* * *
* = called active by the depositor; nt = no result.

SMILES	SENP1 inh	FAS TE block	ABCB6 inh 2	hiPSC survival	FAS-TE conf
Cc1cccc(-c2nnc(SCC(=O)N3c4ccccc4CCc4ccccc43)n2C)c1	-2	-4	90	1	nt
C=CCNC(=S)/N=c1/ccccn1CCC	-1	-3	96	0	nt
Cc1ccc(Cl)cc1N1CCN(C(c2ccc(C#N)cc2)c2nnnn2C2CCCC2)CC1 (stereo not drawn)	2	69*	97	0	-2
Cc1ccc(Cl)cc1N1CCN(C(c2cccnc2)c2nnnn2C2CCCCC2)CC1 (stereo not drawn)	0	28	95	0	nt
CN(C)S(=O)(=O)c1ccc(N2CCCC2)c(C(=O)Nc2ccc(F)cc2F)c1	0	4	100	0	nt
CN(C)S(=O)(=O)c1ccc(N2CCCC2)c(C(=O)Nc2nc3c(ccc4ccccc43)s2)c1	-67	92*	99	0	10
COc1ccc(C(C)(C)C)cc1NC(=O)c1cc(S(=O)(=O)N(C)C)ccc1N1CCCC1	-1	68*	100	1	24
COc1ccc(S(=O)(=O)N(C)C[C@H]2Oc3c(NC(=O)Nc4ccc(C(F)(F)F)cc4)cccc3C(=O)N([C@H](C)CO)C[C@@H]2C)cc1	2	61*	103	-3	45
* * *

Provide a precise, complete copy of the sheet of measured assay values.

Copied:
* = called active by the depositor; nt = no result.

SMILES	SENP1 inh	FAS TE block	ABCB6 inh 2	hiPSC survival	FAS-TE conf
Cc1cccc(-c2nnc(SCC(=O)N3c4ccccc4CCc4ccccc43)n2C)c1	-2	-4	90	1	nt
C=CCNC(=S)/N=c1/ccccn1CCC	-1	-3	96	0	nt
Cc1ccc(Cl)cc1N1CCN(C(c2ccc(C#N)cc2)c2nnnn2C2CCCC2)CC1 (stereo not drawn)	2	69*	97	0	-2
Cc1ccc(Cl)cc1N1CCN(C(c2cccnc2)c2nnnn2C2CCCCC2)CC1 (stereo not drawn)	0	28	95	0	nt
CN(C)S(=O)(=O)c1ccc(N2CCCC2)c(C(=O)Nc2ccc(F)cc2F)c1	0	4	100	0	nt
CN(C)S(=O)(=O)c1ccc(N2CCCC2)c(C(=O)Nc2nc3c(ccc4ccccc43)s2)c1	-67	92*	99	0	10
COc1ccc(C(C)(C)C)cc1NC(=O)c1cc(S(=O)(=O)N(C)C)ccc1N1CCCC1	-1	68*	100	1	24
COc1ccc(S(=O)(=O)N(C)C[C@H]2Oc3c(NC(=O)Nc4ccc(C(F)(F)F)cc4)cccc3C(=O)N([C@H](C)CO)C[C@@H]2C)cc1	2	61*	103	-3	45